I’ve missed you so much. That and the sky that reminds me of the Barcelona blue that I had become so accustomed to. I think we are going to like it down here in the Algarve.
Oh how we’ve missed the sun! It’s not til you are without for days at a time that you realize just how much that Vitamin D and how it affects your daily life. We’ve been itching to go on this trip knowing that the sun (and sand) awaited us. I was a little nervous because the weeks leading up to our trip looked quite rainy, but perhaps the Algarve was just getting those gross days out of the way so that we could have a vacation filled with sunshine. And with the exception of one day, the Sun did not fail in that quest.
I’ve got a lot to say about the Algarve and a lot of pictures to show for it. But as each day we went to a new village, I thought it best to do a little summary first. Getting here was easy. While there is an airport in the Algarve, located in Faro, we couldn’t find any flights that met our needs and so we flew into Lisbon. Perhaps the late night arrival (at midnight Amsterdam time) was not our best choice as the kids had a tough time with that. But it meant we could leave on Friday and then drive down on Saturday to our villa rental.
The Algarve is spread along the southern most point of Portugal – from the Atlantic to the Spanish border. Driving down from Lisbon took about 3 hours. It was a simple drive with only 2 highways. There is one highway, the A2 that takes you right into the Algarve. As we are in the shoulder season, the highway wasn’t crowded with much traffic and the scenery was rather picturesque along the way, with lots of rolling hills filled with cows and goats, wildflowers and more. It ends at the Monchique Mountains, a beautifully scenic area, where we picked up the A22 that runs along the Algarve perpendicular to the A2 and was also an equally easy drive. The whitewashed homes are in stark contrast to the blue of the Atlantic Ocean, making for a pretty drive no matter where you go along the coast.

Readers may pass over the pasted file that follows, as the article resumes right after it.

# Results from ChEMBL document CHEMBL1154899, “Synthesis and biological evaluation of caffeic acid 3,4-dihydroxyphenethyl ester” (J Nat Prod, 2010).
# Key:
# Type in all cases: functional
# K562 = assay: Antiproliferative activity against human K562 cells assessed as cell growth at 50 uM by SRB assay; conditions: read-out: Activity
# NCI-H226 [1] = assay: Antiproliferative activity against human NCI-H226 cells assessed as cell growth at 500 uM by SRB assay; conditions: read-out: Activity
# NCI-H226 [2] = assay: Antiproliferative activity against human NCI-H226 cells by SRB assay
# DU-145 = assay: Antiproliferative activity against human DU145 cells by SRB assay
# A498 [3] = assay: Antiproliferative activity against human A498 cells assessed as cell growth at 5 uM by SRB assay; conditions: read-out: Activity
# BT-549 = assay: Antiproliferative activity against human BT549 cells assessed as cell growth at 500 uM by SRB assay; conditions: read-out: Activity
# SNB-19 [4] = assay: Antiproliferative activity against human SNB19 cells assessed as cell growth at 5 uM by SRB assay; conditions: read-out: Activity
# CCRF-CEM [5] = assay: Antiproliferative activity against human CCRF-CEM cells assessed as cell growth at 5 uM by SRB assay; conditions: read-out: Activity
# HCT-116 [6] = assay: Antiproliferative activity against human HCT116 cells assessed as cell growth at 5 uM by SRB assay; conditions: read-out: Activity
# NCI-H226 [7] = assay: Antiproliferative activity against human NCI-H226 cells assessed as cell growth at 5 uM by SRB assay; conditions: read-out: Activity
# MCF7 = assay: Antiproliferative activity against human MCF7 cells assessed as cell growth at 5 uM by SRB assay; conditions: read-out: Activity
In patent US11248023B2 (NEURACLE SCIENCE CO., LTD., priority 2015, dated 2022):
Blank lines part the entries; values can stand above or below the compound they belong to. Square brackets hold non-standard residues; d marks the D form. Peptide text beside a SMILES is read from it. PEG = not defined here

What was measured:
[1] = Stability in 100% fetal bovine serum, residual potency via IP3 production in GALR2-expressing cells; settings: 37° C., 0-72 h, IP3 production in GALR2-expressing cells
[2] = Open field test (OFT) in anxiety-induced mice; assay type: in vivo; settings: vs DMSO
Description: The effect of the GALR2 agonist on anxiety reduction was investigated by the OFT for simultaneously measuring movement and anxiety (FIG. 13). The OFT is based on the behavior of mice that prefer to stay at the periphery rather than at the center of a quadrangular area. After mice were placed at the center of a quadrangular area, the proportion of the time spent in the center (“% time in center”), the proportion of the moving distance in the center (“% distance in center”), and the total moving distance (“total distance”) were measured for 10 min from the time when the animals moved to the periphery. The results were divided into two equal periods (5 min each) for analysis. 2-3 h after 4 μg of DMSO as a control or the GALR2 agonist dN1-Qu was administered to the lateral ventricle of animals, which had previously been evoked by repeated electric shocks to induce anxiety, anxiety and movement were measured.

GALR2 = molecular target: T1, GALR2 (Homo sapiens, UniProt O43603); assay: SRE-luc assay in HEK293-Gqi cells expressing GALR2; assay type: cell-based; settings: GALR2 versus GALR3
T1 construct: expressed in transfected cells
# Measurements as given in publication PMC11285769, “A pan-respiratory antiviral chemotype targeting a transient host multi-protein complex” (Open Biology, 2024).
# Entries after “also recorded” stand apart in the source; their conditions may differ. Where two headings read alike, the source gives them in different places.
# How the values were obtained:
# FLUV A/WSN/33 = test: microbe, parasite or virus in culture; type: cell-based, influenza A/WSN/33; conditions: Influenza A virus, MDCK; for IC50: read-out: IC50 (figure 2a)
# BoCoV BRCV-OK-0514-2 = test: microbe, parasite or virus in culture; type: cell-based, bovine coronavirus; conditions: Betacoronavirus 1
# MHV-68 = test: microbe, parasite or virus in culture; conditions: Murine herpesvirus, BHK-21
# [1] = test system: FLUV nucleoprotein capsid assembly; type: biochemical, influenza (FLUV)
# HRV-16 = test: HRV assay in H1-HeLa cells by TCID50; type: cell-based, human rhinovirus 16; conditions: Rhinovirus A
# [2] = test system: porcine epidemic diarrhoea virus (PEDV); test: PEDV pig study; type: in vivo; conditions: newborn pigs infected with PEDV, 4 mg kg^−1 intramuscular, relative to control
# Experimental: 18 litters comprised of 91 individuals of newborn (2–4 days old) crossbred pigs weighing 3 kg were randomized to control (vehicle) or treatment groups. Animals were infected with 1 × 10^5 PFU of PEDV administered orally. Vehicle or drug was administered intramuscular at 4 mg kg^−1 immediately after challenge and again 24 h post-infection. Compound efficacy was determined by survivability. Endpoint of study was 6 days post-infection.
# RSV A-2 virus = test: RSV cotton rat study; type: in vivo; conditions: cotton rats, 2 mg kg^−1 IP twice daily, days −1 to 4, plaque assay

We chose the village of Praia da Luz for our vacation. It was smaller than Faro and Lagos and set a little further to the west, making it a little more remote but yet still accessible to other parts of the Algarve for exploring. Perfect for us. Our villa was in the Reserva da Luz, an exclusive area of gated homes overlooking the Atlantic that was still within reasonable walking distance to the village of Luz. With our own private pool (which was still a little too cold to use more than once or twice), balconies overlooking the ocean and lots of space to spread out, it was paradise. As my pictures won’t likely do it justice, you can check it out here.
As it’s shoulder season, none of the places we went to was overly crowded, but I can just imagine what it’s like here in the peak season. Everyone spoke English. I had just read on the BBC that Portugal has a high level of English proficiency and we definitely saw that here. But then it’s also a HUGE British expat area. Like massive. There are at least 4 or 5 British International Schools down here (that’s a lot for such a small area, trust me) – none of them IB, all focused on the British system. That says a lot to me about how many are here from the UK versus other places. And I can’t blame them for being here – it’s lovely!